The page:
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show me the tribute money: a perspective on “render unto caesar”

Then the Pharisees went and plotted how to entangle him in his words. And they senttheir disciples to him, along with the Herodians, saying, “Teacher, we know that you are true and teach the way of God truthfully, and you do not care about anyone’s opinion, for you are not swayed by appearances. Tell us, then, what you think. Is it lawful to pay taxes to Caesar, or not?” But Jesus, aware of their malice, said, “Why put me to the test, you hypocrites? Show me the coin for the tax.” And they brought him a denarius. And Jesus said to them, “Whose likeness and inscription is this?” They said, “Caesar’s.” Then he said to them, “Therefore render to Caesar the things that are Caesar’s, and to God the things that are God’s.” When they heard it, they marveled. And they left him and went away. (Matthew 22:15-22)

Recently I posted about the above passage, asking people to contribute their thoughts. From that attempt I gather that people are more comfortable responding to a positive contribution than to an open-ended invitation; in this post I will attempt to oblige this preference.

As I said in my original post, the way we interpret the above passage and its parallels says a lot about our methods of reading the Bible and our understanding of the connection between the Church and civil powers, or alternatively between discipleship and citizenship.

The standard way Evangelicals read this passage, at least in my experience, is that Jesus is teaching people to pay taxes to Caesar, and thus to submit to authorities, but give themselves to God. Implicit in this reading is an assumption about the distinction between civil life and religion. This reading, very often taken for granted with no further exploration, is often backed up with a reference to Romans 13.

I have written on Romans 13 previously, and I don’t intend to explore it here. I do however intend to go beyond mere assumption in our reading of Matthew 22:15-22 (and parallels) and explore what the text might actually be saying, rather than what our ideological commitments might require. Read the rest of this entry

render unto caesar: to pay or not to pay?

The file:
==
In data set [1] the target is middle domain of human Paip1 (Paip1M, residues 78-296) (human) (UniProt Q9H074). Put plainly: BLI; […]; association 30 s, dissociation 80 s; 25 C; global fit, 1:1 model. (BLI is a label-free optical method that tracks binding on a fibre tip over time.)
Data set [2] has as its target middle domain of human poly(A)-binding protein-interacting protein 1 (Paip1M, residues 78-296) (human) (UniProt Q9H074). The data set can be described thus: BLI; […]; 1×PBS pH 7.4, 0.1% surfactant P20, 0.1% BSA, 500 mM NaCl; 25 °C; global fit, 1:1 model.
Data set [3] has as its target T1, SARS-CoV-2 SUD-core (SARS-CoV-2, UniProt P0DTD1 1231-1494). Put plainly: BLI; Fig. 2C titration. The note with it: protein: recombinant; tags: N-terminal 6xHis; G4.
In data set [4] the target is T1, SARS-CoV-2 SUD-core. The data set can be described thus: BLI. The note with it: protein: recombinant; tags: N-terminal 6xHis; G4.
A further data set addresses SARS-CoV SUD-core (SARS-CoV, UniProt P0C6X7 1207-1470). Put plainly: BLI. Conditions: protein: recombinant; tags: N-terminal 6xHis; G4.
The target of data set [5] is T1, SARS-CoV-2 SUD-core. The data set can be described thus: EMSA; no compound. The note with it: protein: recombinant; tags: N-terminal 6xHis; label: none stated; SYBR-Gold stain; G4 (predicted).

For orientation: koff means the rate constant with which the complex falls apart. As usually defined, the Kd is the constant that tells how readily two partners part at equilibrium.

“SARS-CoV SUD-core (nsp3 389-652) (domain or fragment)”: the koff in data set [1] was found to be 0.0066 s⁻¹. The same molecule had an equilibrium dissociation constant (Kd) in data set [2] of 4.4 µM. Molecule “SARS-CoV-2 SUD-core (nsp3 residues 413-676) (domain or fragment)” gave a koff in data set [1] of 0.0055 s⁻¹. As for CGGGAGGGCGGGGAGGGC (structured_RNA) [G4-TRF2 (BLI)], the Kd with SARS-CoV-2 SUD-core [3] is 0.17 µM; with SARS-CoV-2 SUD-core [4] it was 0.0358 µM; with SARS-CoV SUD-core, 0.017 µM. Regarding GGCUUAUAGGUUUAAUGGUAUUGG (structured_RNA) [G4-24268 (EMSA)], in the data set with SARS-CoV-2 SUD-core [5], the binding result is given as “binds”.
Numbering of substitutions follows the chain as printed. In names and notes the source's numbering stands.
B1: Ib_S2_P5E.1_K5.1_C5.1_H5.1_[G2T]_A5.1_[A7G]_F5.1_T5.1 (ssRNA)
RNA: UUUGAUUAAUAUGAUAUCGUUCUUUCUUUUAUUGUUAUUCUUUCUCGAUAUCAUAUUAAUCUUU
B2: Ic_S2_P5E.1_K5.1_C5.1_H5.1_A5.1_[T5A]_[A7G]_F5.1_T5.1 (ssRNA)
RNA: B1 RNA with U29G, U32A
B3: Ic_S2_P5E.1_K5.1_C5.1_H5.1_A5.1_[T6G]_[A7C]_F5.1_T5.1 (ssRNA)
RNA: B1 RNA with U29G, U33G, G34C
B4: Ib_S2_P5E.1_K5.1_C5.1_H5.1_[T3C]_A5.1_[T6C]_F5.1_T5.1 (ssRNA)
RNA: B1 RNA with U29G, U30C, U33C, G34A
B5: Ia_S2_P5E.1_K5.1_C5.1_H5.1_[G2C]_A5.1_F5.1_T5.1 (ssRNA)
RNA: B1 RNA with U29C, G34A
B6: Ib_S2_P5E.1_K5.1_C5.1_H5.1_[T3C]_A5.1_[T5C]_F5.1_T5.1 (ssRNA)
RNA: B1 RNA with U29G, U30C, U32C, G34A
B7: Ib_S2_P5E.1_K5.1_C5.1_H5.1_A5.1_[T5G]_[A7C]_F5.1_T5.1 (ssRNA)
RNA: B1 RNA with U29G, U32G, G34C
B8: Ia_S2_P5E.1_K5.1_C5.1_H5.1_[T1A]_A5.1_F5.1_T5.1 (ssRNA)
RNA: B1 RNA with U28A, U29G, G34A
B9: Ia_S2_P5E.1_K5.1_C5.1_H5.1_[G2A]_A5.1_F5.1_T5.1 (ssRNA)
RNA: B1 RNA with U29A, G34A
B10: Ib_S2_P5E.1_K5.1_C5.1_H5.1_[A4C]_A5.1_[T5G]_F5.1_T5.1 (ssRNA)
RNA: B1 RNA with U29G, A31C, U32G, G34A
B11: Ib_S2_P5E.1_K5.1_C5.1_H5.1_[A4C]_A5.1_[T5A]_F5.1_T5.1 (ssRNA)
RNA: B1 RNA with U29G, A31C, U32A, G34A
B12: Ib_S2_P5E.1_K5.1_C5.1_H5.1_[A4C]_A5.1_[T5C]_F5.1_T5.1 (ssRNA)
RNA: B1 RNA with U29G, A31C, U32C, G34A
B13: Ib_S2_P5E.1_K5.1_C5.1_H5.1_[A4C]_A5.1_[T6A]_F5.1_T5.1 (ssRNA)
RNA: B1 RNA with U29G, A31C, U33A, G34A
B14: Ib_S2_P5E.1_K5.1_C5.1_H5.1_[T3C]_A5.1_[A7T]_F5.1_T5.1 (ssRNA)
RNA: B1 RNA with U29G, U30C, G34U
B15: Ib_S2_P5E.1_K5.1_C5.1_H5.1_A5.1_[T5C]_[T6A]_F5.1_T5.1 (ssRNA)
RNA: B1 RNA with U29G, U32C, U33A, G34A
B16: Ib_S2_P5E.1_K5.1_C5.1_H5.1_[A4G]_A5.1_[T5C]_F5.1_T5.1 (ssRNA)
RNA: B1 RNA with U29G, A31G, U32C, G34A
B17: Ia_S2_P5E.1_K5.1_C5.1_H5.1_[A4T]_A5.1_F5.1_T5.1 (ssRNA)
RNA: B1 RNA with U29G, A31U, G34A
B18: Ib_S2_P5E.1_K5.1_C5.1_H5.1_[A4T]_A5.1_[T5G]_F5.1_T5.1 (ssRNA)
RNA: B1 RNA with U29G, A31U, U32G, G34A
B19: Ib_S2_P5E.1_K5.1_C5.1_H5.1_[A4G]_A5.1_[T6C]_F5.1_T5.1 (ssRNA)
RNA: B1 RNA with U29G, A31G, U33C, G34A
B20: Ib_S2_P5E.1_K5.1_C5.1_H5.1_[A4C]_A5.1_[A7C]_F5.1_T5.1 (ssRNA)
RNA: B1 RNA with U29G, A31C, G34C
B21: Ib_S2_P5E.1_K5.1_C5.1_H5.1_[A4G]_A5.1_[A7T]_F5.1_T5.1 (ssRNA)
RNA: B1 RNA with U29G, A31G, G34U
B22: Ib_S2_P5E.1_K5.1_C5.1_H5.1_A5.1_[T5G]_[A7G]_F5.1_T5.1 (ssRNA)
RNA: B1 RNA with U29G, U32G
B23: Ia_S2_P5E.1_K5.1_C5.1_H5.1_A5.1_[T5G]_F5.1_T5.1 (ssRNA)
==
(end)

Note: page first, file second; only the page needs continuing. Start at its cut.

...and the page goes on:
[UPDATE: I have added a sequel to this post which explores my perspective on this passage.]

Then the Pharisees went and plotted how to entangle him in his words. And they senttheir disciples to him, along with the Herodians, saying, “Teacher, we know that you are true and teach the way of God truthfully, and you do not care about anyone’s opinion, for you are not swayed by appearances. Tell us, then, what you think. Is it lawful to pay taxes toCaesar, or not?” But Jesus, aware of their malice, said, “Why put me to the test, you hypocrites? Show me the coin for the tax.” And they brought him a denarius. And Jesus said to them, “Whose likeness and inscription is this?” They said, “Caesar’s.” Then he said to them, “Therefore render to Caesar the things that are Caesar’s, and to God the things that are God’s.” When they heard it, they marveled. And they left him and went away. (Matthew 22:15-22)

A Denarius from around the time of Jesus inscribed with the face of Caesar Tiberius.

This passage is one of those that garners a wide variety of interpretations. It is interesting that for most Westerners it is taken for granted that Jesus is saying his contemporaries should have faithfully paid their taxes to Caesar.

I think the way we read this passage is important, as it reveals so much about our attitude to the relationship of the Church and civil powers.

In this light I may, in the near future, offer a personal perspective on “Render unto Caesar”, but I acknowledge that in regards to this passage there is no real “gotcha!” argument in favour of any available interpretation. This means that we all need to do a little listening as we seek the truth together.

Did Jesus instruct his hearers to pay taxes to Caesar? What does the answer mean in regards to our modern world, given we live in the midst of a vastly different economic and political situation? Read the rest of this entry

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